- Do not attempt to use sling above rated lifting capacity.
- When selecting a sling,it is very important to consider the
angles at which the sling will be used.
- Slings are subject to cutting when ifting items with sharp
egeds.In this case,always use protective sleeves
- Do not use a damaged sling,and se only if trained.
- Do not tie knots in sling webbing as strength is greatly reduced.
- Never drag a sling beneth from a load which is resting on it.
- Chemical active environments can affect the strength of slings
- Inspect slings weekly or more frequently depending on the sling
- Always strore slings in a cool,dry and dark place to extend the
- Always read and understand the operating instructions before use.
- Failure to comply with this warning may result in serious load
damageand death or injury.
When using flat woven webbing slings never:
• Attempt to shorten, knot or tie belt slings.
• Expose belt slings to direct heat or flames.
• Use belt slings at temperatures above 80°C or below 0°C without
consulting the supplier.
• Expose belt slings to chemicals without consulting the supplier.
• Shock load belt slings.
• Use belt slings which are cut or which have loose or damaged
Selecting the Correct Sling
Belt slings are available in a range of materials and sizes in
single leg and endless sling forms. Select the slings to
be used and plan the lift taking the following into account:
Polyester is resistant to moderate strength acids but is damaged by
alkalis; polyamide (Nylon) is virtually immune to
alkalis but is damaged by acids; and polypropylene is little
affected by acids or alkalis but is damaged by some
solvents, tars and paints.
The sling must be both long enough and strong enough for the load
and the slinging method. Apply the mode factor
for the slinging method. For use at temperatures exceeding 80°C or
below 0°C refer to the suppliers instructions. If
the slings are used in multi-leg arrangement the angle formed
between the legs should not be less than 30° or
greater than 90°. If abrasion, heat generated by friction or
cutting from edges or corners are likely, select a sling
fitted with protective sleeves and/or use suitable packing.
Using Belt Slings Safely
Do not attempt lifting operations unless you understand the use of
the equipment, the slinging procedures and the
mode factors to be applied. Do not use defective slings or accessories. Check the correct engagement with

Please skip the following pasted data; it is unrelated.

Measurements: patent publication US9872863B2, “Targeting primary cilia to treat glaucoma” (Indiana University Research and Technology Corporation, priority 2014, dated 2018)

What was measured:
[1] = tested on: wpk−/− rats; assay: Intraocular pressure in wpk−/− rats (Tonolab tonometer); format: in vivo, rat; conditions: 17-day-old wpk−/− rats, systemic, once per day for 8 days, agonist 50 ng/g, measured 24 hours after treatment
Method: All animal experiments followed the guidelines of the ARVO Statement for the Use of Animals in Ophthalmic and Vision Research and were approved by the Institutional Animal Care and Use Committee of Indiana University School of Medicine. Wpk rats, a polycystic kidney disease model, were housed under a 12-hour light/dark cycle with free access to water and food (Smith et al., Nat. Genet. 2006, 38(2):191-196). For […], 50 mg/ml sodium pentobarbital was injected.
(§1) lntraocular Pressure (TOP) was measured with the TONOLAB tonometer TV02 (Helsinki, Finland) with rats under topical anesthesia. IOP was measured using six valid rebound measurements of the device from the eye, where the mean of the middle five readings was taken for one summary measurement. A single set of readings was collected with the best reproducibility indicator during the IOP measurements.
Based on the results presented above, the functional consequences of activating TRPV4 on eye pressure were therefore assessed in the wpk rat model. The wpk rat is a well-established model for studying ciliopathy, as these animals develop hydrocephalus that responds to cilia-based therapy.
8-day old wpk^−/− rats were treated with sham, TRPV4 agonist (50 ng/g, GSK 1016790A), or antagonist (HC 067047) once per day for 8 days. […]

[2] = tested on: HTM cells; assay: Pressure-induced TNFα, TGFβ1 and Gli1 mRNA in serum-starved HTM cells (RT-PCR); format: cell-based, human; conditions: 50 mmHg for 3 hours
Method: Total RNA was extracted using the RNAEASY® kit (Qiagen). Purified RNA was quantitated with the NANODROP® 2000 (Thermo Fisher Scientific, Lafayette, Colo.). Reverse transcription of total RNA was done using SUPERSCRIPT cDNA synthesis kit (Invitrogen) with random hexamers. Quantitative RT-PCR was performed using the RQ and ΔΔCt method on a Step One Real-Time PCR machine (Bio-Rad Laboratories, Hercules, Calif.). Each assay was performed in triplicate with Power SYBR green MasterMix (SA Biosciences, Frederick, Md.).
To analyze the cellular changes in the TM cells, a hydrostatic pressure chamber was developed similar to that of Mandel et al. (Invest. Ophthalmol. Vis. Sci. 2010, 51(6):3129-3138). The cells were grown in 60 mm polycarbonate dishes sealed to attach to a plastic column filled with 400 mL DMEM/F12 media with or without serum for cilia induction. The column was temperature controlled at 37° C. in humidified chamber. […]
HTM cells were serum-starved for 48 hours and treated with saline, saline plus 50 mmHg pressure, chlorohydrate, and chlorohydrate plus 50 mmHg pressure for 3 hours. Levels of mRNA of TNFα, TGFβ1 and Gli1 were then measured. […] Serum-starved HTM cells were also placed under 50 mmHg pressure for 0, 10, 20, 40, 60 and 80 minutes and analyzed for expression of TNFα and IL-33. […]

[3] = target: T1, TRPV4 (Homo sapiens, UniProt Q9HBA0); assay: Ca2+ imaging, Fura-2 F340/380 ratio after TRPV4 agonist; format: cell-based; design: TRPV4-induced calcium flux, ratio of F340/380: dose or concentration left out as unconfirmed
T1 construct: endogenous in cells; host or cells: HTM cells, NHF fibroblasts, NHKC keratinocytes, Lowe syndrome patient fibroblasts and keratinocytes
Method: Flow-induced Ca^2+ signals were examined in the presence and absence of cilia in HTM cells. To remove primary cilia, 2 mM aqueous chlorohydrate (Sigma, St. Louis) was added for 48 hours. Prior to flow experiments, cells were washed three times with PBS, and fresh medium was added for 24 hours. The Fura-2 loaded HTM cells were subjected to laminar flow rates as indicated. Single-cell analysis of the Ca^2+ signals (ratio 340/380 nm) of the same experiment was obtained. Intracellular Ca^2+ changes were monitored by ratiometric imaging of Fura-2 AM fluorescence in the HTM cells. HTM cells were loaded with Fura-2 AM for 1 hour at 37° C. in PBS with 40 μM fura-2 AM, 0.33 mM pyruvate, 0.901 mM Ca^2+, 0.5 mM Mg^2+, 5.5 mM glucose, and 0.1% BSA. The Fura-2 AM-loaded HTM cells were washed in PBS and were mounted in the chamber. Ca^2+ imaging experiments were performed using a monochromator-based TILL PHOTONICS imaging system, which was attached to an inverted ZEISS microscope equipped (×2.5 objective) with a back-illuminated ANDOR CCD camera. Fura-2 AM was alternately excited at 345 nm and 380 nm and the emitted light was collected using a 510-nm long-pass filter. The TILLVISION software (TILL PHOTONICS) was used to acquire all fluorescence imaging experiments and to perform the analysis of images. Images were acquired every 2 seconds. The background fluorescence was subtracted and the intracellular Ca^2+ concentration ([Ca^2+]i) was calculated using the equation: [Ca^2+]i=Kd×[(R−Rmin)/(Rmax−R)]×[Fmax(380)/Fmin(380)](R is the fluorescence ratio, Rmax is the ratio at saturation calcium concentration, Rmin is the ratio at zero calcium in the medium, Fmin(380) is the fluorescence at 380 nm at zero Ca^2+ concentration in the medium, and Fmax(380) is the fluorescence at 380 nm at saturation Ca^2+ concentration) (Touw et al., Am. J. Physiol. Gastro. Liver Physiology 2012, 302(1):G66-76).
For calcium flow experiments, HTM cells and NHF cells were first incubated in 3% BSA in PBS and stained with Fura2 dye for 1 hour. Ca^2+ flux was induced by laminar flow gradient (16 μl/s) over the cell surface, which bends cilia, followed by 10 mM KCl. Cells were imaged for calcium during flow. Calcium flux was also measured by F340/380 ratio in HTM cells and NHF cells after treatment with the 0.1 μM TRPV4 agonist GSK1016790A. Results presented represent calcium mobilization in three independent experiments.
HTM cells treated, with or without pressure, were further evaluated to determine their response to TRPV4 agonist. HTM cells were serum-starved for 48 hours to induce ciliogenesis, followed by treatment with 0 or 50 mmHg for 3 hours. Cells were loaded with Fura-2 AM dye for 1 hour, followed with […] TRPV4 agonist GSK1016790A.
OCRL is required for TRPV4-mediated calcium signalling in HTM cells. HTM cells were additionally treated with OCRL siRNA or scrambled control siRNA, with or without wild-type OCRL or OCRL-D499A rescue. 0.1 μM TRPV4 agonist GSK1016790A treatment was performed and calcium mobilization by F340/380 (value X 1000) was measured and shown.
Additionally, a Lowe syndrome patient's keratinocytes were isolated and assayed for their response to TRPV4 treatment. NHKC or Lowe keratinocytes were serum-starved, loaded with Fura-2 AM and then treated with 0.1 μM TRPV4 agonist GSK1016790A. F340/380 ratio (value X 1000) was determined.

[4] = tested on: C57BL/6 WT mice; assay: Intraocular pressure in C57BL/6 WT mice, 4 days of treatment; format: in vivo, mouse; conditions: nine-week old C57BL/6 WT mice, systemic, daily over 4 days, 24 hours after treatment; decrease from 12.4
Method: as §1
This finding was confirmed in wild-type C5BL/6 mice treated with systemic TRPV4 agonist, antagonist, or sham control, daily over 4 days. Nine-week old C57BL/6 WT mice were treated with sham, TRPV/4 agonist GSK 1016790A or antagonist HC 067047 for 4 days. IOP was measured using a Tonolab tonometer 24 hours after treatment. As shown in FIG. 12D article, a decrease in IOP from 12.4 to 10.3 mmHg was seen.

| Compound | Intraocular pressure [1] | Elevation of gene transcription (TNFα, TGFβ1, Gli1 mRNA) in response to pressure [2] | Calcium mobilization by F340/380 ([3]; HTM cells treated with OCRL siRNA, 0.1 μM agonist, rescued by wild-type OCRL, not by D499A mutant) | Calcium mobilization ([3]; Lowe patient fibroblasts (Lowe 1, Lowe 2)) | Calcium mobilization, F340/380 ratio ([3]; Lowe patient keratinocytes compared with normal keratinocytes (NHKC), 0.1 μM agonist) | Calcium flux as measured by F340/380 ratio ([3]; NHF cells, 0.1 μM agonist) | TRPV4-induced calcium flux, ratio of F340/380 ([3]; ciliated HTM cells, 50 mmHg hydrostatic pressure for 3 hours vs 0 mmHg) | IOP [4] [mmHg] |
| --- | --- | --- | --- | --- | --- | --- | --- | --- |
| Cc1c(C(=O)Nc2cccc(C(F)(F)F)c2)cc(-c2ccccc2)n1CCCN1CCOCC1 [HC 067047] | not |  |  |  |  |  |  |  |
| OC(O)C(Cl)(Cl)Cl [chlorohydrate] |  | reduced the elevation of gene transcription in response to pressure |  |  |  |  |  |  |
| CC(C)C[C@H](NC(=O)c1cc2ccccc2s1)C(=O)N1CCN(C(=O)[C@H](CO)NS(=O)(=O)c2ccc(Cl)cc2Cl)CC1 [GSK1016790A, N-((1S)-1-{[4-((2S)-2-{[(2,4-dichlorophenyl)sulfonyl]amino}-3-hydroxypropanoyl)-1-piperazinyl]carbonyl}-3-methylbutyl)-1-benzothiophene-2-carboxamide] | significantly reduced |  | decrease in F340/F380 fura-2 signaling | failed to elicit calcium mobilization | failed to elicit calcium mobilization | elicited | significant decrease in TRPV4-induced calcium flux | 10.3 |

and appliances, ensure smooth radii are formed, do not twist or cross
slings and do not overcrowd fittings. Position
the sling so that the load is uniformly spread over its width.
Position the bight for a choke lift at the natural (120°)
angle to prevent friction being generated. Ensure that stitching is
in the standing part of the sling away from hooks
and other fittings. Take the load steadily and avoid shock loads.
Do not leave suspended loads unattended. In an
emergency cordon off the area.
In-service Inspection, Maintenance and Replacement
Inspect slings each day before use, looking for:
- Missing or unreadable ID tag
- Melted, charred or weld-splattered areas
- Acid or alkali burns
- Holes, tears, cuts, snags or embedded particles
- Broken or worn stitching
- Excessive abrasive wear or elongation
- Knots or brittle areas
- Broken, corroded, pitted distorted fittings
Do not use worn or damaged slings or attachments. Discard or repair
them. Use damaged slings only after they are repaired,
reconditioned, and proof tested by the sling manufacturer or a
qualified person. Keep certificates of proof test.
Maintenance requirements are minimal. Belt slings may be cleaned
with clear water. Remember weak chemical
solutions will become increasingly stronger by evaporation.
Regularly inspect belt slings and, in the event of the
following defects, refer the sling to a Competent Person for
thorough examination: illegible markings; damaged,
chaffed or cut webbing; damaged or loose stitching; heat damage;
burns; chemical damage; solar degradation;
damaged or deformed end fittings.